milled oat bran had a marked effect on the viscosity of relationship between RVA and DSC data and the effect of
heat- and -amylase-treated bran slurries (Jaskari et al processing on DSC.
1995). Slurry viscosity was correlated with -glucan
concentration in oat flours and treatment of slurries with The oat samples were dehulled with a laboratory scale oat
-glucanase lowered viscosity significantly (Zhang and dehulling machine. Dehulled samples were ground with a
Moore 1997). There has been little work on the effect of Falling Number Grinder fitted with a 0.8 mm screen.
protein on pasting and thermal properties of oat meal. Moisture contents were determined by Near Infrared
Reflectance Spectroscopy (NIR) using a Technicon 450R
This study examined the effect of -glucan and protein on instrument based on calibrations provided by the Drought
the pasting and thermal properties of oat meal as measured Evaluation Unit of NSW Agriculture. Starch was
by Rapid Viscoanalysis and Differential Scanning determined by a total starch kit and -glucans were
Calorimetry (DSC). The effect of processing on the determined by a total -glucan kit both supplied by Mega-
thermal properties of oat meal was also examined. Zyme (Deltagen, 31 Wadhurst Drive, Boronia 3155, Vic.
Australia) and used according to the manufacturer's
Materials and methods instructions. Protein contents of the two commercial
samples were determined by Dumas combustion using a
Lecor CNS 2000 instrument (improved AOAC method
Groat samples 7.016 with modern technology). Lipid contents of the
Series I: Commercially grown samples of two Australian commercial samples were determined by extraction using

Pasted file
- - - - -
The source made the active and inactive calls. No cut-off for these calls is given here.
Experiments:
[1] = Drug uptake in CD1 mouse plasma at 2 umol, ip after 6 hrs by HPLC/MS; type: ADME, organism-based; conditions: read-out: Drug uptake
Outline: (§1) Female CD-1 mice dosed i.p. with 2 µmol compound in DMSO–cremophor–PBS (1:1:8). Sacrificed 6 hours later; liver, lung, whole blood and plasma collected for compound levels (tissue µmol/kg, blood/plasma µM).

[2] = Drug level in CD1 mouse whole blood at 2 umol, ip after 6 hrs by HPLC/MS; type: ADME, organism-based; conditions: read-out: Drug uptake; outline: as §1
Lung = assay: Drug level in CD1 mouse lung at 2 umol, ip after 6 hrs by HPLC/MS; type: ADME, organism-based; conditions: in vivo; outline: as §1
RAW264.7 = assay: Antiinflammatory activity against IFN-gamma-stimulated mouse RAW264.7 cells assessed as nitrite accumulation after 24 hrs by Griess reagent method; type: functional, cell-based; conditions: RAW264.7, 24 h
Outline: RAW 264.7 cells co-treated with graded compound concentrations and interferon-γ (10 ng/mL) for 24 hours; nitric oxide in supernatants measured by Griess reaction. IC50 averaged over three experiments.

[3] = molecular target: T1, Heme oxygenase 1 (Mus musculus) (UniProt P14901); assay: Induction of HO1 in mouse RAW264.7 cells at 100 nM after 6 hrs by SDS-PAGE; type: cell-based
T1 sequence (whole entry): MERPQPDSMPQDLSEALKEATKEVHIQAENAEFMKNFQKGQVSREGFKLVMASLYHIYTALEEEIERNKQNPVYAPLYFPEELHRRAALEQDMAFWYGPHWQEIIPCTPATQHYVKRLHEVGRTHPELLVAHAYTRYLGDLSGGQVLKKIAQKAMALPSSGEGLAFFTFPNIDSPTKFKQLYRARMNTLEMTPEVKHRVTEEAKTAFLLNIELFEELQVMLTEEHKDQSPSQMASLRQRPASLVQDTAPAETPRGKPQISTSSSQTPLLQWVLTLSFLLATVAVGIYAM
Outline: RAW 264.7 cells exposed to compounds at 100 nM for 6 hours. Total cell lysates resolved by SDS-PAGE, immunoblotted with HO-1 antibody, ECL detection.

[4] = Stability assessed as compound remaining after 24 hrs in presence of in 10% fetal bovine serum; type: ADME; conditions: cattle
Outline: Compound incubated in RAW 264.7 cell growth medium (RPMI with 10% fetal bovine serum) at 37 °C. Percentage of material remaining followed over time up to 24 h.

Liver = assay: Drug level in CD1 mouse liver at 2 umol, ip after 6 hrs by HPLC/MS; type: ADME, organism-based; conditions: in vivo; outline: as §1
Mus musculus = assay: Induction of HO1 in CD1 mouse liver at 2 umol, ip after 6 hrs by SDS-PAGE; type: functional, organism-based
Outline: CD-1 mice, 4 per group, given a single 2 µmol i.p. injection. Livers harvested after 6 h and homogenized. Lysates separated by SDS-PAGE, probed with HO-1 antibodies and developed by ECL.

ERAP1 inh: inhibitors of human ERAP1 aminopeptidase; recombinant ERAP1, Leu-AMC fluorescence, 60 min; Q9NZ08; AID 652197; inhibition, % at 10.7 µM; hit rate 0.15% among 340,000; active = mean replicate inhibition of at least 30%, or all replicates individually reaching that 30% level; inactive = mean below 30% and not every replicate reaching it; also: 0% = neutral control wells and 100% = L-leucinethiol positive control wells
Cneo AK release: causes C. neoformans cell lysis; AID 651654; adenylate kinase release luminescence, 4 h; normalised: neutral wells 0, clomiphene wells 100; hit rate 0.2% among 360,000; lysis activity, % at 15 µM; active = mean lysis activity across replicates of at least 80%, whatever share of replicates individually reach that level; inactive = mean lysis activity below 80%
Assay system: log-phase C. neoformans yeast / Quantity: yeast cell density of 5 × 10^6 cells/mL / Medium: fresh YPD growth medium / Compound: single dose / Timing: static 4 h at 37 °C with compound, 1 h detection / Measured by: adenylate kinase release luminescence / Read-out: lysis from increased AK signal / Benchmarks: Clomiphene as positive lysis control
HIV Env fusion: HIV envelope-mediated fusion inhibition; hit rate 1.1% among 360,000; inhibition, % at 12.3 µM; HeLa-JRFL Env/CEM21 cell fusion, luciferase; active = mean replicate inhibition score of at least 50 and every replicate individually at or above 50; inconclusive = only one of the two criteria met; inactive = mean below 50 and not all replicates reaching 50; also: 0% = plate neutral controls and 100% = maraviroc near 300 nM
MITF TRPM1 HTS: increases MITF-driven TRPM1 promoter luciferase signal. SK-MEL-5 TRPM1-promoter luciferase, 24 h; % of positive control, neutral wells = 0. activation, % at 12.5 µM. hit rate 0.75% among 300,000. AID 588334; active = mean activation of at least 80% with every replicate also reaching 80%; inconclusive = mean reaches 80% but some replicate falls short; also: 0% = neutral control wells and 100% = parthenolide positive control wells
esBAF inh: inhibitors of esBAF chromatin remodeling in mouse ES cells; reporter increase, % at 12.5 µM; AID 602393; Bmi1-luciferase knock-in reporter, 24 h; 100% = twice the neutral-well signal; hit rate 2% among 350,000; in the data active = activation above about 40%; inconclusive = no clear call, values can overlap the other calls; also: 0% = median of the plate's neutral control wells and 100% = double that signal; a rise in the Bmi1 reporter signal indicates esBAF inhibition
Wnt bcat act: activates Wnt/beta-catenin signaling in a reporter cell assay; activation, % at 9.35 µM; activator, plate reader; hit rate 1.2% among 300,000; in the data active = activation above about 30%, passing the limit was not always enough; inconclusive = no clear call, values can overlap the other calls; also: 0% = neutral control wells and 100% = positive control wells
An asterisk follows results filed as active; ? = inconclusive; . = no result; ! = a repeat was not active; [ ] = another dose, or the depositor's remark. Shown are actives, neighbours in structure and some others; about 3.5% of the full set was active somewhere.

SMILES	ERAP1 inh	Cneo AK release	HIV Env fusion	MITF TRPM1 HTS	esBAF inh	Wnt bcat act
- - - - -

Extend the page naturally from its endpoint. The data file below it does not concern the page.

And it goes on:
cultivars, Yarran and Mortlock, were used in this study. petroleum ether (bp 40-60, PE) for 16 h in Goldfisch
Table 1 characterises these two samples. These (plain-body) apparatus (AOCS official method Ai 3-75 -
commercial samples came from the same bulk lots as were modified). Protein and lipid contents of the other samples
used in previous studies (Zhou et al. 1999a, 1999b, were determined by NIR.
1999c). For food use purposes, Mortlock is preferred by
consumers, while Yarran is not acceptable to consumers
Preparation of Rolled Oats Results and discussion
Samples of each variety (10 kg) were dehulled and then
stored at 8C for the two days which had to elapse before RVA
processing could proceed. Samples (3.5 kg) were Rapid viscograms are normally carried out using freshly
processed following normal commercial practice using prepared slurries in distilled water. The use of buffer to
small scale steaming, kilning and rolling machines in replace distilled water had no effect on the viscograms.
Uncle Tobys Research & Development Centre However, to ensure the complete degradation of the protein
(Wahgunyah, Victoria, Australia). The conditions were: or -glucan, it was necessary to allow 1 hr of reaction time
steaming for 9 min, kilning at 100C for 45 min and 65C prior to the test. The viscograms were substantially